It takes a lot of chutzpah to claim you found Allah in your potato!

Synonyms: audacity, backbone, balls, boldness, brass, gall, moxie, nerve, spine.

Monday, April 11, 2011



1. Moving a small child up and down with your knees or arms in a playful way.
2. To pet affectionately.
Dads and mother pandas become the sweetest things in the world with a baby to dandle in their arms.

Synonyms: bounce, bundle, cosset, cuddle, curl up, embrace, enfold, hold, hug, love, nestle, nuzzle, pet, snuggle.

Saturday, April 9, 2011


quix-ot-ic* (kwĭk-sŏtˈĭk)

1. Idealistic and impractical.
Through quixotic flights of fancy, the best of times possess the potential of becoming the worst of times and that is what makes a good story.

Synonyms: chimerical, chivalrous, dreamy, foolish, impetuous, impractical, impulsive, romantic, starry-eyes, unrealistic, utopian, visionary.

* I cannot list this word without also reflecting on the brilliance of one of my favorite books**, which defines the word as follows:
QUIXOTIC, adj. Absurdly chivalric, like Don Quixote. An insight into the beauty and excellence of this incomparable adjective is unhappily denied to him who has the misfortune to know that the gentleman's name is pronounced Ke-ho-tay.
** This is Project Gutenberg's link to the Devil's Dictionary, of course.

Thursday, April 7, 2011


smell-feast* (smel'fst)

1. A sponger with a heightened ability to find and dine at good tables.
Is she really going out with him? He's nothing but a freeloader, a smell-feast!

Synonyms: The character Algernon from the Importance of Being Earnest, bootlicker, deadbeat, freeloader, hanger-on, house cat, idler, leach, sponge, sponger, sycophant, taker, yob.

* I must confess that when I first came upon this term, I thought it an apt description for a variable banquet of odours, not all of them pleasant.

Wednesday, April 6, 2011


yak-ka* (yk)

1. Work.
The hard part of having a few days off is going back to yakka.

Synonyms: activity, assignment, art, attempt, calling, commission, commitment, contract, craft, daily grind, drudge, drudgery, do, duty, effort, elbow grease, employment, endeavor, exertion, gig, grind, grindstone, industry, job, line, livelihood, moil, nine-to-five, obligation, office, pains, performance, practice, profession, production, pursuit, push, racket, salt mines, servitude, slogging, slot, specialization, struggle, stint, sweat, swindle, task, thing, trade, travail, trial, trouble, undertaking, vocation.

1. To work.
Saying I yakka all weekend sounds more fun than working.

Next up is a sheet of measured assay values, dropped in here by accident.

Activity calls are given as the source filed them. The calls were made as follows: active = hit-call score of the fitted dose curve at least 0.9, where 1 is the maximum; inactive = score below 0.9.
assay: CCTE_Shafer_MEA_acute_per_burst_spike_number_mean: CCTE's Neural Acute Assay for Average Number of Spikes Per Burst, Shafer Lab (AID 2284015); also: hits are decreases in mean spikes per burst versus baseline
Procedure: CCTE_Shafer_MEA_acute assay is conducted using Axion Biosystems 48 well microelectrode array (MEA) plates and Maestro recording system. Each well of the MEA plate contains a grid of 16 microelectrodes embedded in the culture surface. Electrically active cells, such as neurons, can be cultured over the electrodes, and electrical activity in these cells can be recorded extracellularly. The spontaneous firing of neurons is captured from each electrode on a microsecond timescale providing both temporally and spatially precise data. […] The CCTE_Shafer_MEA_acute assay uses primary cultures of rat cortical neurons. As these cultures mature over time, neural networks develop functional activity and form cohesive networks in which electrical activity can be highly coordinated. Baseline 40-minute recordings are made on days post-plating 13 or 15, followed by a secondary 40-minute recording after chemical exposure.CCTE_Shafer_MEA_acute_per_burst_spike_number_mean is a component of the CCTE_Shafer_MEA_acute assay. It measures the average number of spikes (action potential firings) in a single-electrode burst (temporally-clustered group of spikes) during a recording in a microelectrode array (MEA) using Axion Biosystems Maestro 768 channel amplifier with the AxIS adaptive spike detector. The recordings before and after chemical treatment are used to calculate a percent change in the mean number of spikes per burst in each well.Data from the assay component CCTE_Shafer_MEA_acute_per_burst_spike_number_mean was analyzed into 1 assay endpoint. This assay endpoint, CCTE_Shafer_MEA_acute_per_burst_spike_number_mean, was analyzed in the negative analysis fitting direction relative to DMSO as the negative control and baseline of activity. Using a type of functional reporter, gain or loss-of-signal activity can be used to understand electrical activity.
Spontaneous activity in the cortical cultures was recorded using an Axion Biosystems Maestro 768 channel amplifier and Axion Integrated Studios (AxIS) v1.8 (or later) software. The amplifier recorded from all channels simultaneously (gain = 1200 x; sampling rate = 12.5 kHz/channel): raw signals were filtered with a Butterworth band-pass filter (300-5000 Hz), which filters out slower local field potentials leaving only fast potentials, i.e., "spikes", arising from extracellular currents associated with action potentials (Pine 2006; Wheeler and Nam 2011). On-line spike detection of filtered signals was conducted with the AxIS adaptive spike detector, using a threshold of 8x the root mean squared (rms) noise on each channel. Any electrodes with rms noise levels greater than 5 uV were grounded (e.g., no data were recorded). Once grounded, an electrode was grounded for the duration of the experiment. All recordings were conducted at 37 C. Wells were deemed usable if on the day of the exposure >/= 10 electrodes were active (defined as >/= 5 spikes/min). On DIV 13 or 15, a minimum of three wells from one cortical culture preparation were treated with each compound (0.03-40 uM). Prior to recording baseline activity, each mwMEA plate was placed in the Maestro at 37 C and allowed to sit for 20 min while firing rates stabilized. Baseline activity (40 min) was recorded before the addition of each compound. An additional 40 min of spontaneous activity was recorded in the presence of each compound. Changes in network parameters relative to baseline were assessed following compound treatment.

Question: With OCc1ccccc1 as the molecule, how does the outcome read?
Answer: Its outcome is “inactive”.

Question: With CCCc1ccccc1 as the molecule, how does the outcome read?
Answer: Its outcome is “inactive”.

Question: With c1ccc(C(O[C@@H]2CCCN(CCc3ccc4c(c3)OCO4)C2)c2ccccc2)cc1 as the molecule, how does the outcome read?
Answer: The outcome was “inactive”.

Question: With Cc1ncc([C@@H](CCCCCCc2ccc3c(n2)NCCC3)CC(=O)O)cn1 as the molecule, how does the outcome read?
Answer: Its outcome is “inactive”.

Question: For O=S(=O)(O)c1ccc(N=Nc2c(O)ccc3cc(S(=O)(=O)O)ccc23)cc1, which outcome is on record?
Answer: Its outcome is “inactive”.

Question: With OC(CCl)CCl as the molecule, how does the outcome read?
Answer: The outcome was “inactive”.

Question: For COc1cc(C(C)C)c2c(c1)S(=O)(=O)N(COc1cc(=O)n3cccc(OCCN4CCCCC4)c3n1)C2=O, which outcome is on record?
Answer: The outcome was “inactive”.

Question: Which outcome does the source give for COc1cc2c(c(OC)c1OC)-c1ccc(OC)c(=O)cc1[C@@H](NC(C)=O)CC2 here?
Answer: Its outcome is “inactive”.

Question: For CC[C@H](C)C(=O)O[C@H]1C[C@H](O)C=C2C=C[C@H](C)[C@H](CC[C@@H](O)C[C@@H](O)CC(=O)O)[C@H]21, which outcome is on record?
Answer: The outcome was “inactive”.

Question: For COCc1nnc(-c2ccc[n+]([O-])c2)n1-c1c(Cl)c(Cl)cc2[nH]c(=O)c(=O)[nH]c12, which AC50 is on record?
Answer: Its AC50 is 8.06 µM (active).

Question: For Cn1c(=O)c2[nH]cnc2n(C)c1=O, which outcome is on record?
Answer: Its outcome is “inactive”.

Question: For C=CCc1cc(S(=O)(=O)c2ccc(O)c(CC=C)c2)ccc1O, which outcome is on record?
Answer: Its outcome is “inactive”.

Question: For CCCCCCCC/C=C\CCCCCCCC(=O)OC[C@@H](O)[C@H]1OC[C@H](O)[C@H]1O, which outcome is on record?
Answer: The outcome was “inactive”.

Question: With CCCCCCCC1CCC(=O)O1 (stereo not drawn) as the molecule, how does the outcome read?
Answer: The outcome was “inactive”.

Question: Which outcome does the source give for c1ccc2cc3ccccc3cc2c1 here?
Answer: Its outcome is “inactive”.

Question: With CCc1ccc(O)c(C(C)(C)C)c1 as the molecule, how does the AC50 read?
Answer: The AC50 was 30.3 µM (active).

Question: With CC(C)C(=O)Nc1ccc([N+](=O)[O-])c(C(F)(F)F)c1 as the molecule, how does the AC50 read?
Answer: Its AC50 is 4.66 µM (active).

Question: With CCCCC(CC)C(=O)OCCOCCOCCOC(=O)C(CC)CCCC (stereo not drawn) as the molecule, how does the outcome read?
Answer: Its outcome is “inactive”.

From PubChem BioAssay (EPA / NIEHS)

Synonyms: act, application, apply one's self, article, be gainfully employed, buckle down, carry on, create, composition, deed, dig, do a job, do business, drive, dreg, drudge, earn a living, freelance, function, handicraft, have a job, hold a job, hustle, knuckle down, labour, manage, manufacture, moil, moonlight, nine-to-five, peg away, performance, plug away, ply, punch a clock, pursue, report, scratch, slave, slog, specialize, strain, strive, sweat, take on, toil, try.**

* Australian colloquialism.
** See, doesn't yakka sound more fun than all that?

Tuesday, April 5, 2011


é-clat ('clt)

1. Fame and/or success through achievement and/or effort.
As of last night, I am an éclat amateur novelist, having completed my first draft of my first novel!
2. Conspicuous success.
My night was full of éclat celebrations because my best friend got his film in a local film festival and the band we went to see won an M award, whatever that is, but... YAY!
3. The archaic definition of this word is scandalous notoriety.
I think all of the éclat celebrators secretly hope for a little of that in the future... *wink-wink, nudge-nudge*

Synonyms: acclaim, celebrity, distinction, fame, glory, honour, kudos, luster, mark, note, notoriety, preeminence, prestige, prominence, successful, winning!

* I've noticed that I don't listen to a lot of celebratory music, but felt a need to include something, so here's Celebration Guns by the Stars.

Monday, April 4, 2011


con-cu-pi-scent (kn-kyp-snt)

1. Characterized by a strong sexual desire.
Many thinkers agreed with Augustine that concupiscent love was to be distinguished from friendship, and, with respect to heavenly beatitude, use from fruition. - Lorenzo Valla

Synonyms: aroused, carnal, desirous, horny, hot, lascivious, lecherous, libidinous, lustful, oversexed, passionate, promiscuous, randy, salacious, sensual, slutty, turned on.

* That picture on the right is of the Flatiron Building. Seriously, get your mind out of the gutter!